He put me in touch with George, a gentleman no stranger to the scalpel,  with 2 cosmetic procedures already notched up, a tummy tuck and eyelid surgery, as well as Botox injections.   Clearly my tips on Touche Eclat had fallen on deaf ears.  “ I work in  a client facing environment and was starting to look a bit paunchy, saggy and tired. Companies don’t like to work with people who look as though they lack energy and permanently seem in need of a vacation. It was well worth it and I have no regrets!” Whatever happened to the revered elder statesman role?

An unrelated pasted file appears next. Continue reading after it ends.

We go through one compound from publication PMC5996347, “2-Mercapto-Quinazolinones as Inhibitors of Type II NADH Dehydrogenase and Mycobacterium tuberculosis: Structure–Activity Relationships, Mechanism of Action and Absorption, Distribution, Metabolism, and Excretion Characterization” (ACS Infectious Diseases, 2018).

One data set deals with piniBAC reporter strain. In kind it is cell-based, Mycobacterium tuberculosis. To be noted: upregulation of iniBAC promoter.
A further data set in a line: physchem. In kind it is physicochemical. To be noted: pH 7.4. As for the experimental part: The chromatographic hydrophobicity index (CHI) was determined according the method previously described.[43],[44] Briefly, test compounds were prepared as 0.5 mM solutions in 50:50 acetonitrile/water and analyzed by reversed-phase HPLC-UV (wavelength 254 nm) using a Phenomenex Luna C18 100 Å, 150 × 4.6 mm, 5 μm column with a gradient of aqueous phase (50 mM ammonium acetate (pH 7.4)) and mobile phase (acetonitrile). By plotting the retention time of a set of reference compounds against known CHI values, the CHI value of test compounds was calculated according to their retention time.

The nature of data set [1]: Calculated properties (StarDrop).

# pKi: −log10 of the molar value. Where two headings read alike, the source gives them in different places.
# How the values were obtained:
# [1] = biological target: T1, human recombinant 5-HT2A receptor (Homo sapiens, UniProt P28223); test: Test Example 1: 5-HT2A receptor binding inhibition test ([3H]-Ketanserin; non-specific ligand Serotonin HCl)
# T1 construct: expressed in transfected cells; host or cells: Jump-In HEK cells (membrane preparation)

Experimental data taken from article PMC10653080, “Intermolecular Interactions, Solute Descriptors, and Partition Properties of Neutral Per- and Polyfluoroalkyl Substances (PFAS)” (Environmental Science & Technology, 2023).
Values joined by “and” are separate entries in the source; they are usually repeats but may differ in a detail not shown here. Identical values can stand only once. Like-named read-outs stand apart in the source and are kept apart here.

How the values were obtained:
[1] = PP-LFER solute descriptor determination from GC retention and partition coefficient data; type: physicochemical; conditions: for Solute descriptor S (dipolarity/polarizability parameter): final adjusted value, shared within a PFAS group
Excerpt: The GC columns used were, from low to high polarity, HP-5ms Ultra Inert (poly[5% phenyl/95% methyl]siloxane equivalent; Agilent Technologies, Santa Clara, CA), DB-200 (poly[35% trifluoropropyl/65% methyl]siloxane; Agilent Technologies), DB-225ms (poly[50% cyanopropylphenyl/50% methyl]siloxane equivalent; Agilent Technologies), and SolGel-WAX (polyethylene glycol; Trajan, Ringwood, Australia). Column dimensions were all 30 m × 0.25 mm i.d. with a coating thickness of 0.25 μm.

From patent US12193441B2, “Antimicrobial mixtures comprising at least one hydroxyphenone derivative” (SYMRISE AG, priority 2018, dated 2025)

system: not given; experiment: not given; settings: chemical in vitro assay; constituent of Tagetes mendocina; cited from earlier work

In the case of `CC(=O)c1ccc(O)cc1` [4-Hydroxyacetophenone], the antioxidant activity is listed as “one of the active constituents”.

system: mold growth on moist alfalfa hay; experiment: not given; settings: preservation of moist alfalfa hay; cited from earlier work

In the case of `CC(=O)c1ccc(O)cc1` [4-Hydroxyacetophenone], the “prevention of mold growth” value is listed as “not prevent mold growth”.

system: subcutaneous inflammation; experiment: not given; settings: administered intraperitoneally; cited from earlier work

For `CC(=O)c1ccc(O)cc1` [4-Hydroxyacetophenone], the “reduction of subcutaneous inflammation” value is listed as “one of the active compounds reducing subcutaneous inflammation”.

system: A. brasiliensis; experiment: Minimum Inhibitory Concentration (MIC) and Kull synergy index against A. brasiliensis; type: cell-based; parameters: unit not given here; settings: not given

But anyway who is going to see this perfectly re-constructed abdomen in a professional environment I asked somewhat directly?  George did smile when he expanded  “ It’s about confidence, my suit fits correctly. I just feel better.”  

Is 60 the new 40?
To repeat what I said last year, this rising trend to attempt to create washboard abs or any other age reducing surgical procedure, simply to stay ahead in the career game,  seems a sad commentary on our times and corporate cultures. The ultimate irony of course is that youth unemployment figures are at an all time high.   Could it be that our rejuvenated 50-something Boomers, with their  newly achieved 6-packs are getting in the way?

If 60 is really the new 40, then things are not going to improve any time soon for Gen Y.

  What do you think?